I agree it's private money and they can do what they want. But they have a habit of patting themselves on the back for their role in preventing human extinction... when there isn't any evidence that that's what they're doing.

    eaglobal.org

    He was a headliner at last years conference. They like to pat themselves on the back for being the most efficient givers in the world, using science and reason to improve the efficacy of their efforts. If the AI apocalypse stays in the headline topics this year, well, I think that's going to be hard to defend.

    I think his efforts in a lot of other areas are great. This one I just have to laugh at the hubris of it.


    The logical rebuttal is that the problem is entirely hypothetical.

    There's a chance that it's never a problem. Ever.

    I don't have a problem with people talking about the issue and those who specialize in AI technology studying how it could happen and how it could be prevented. My problem is that some of these ultra-wealthy tech guys want to spend significant resources on it.

    If someone wanted to offer me free Alien Attack Insurance, whatever, I sign up for that. But if you think that the government should make Alien Attack Insurance mandatory and that it should cost everyone $1000/year... well... I want more than a hypothesis, I want data that supports the claim. I want evidence that this is a credible and imminent threat AND that the money will effective in dealing with it.


    He also thinks that AI's are the biggest threat to humanity and that we should spend significant resources combating the problem.


    1 person marked this as a favorite.
    Steve Geddes wrote:
    Pan wrote:

    There is plenty more to see. Not sure the twin cities is a huge destination for your future trip planning but you'll find a big midwestern welcome if you decide to visit!

    Take care thanks for letting folks know its not an all out war zone in the U.S.!

    We'll get there eventually. Our goal is to visit every state. We've only ticked off about ten so far. :)

    Yup, if you come to Minnesota, Pan and I would both be able to give tons of recommendations on things to do and see.


    Similarly, the Dwarven Door Game (Sigil Edition) gets pretty crazy.


    5 people marked this as a favorite.

    I sometimes feel nostalgic for the old stores, but man, spending $50 as a kid on a game and having it turn out to be crap really sucked. I'm much more thankful for the market places available to me today. I can both identify games that are good much more easily, I also tend to pay significantly less for them.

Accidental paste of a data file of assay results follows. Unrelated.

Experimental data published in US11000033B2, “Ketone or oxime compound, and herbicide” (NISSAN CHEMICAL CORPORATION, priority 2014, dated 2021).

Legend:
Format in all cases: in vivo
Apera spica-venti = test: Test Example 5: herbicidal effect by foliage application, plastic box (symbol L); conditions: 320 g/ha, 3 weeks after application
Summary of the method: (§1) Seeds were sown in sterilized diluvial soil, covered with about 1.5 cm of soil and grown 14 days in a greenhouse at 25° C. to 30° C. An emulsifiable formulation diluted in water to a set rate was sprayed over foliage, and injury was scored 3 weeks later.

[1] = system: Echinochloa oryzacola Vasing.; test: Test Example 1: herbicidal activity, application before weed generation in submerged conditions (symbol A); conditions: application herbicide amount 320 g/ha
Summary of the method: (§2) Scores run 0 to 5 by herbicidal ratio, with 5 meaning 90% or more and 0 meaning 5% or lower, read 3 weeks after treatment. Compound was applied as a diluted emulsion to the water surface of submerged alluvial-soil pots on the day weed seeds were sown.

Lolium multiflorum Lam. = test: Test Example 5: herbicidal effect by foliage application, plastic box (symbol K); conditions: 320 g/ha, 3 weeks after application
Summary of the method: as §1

There's nothing really social about the process either, so I'm not sure why this is considered a hangup. If you don't want to read reviews, you don't have to. Just look at the pretty pictures, read the manufacturer blurb and make your purchase if that's what you really crave.

    Steam has a bunch of curated lists of reviews. This one is really insightful.


    Threeshades wrote:

    Having official options is better for players who don't always play with the same group. Or generally only get to play in organized play groups.

    In such a situation unofficial rules are nice to read, but you can never know if you actually get to use them.

    D&D Adventurer's League does not use any optional rules, except for the "Playing on a grid". So, it wouldn't matter if Wizard's published them or not, they wouldn't get used. At home games, you'll run into them not being used consistently as well.

    Quote:

    Rules for Dungeon Masters

    The variant rules for “Playing on a Grid” in the D&D
    Basic Rules and Player’s Handbook can be used if you
    and your players wish. Dungeon Masters should feel
    free to use the Dungeon Masters Guide to help run
    games if they so choose. However, D&D Adventurers
    League play does not use any other optional or variant
    rules as presented in the Dungeon Master’s Guide.


    GreyWolfLord wrote:


    If they just included them as OFFICIAL OPTIONS I'd actually be far more happier with 5e to be honest.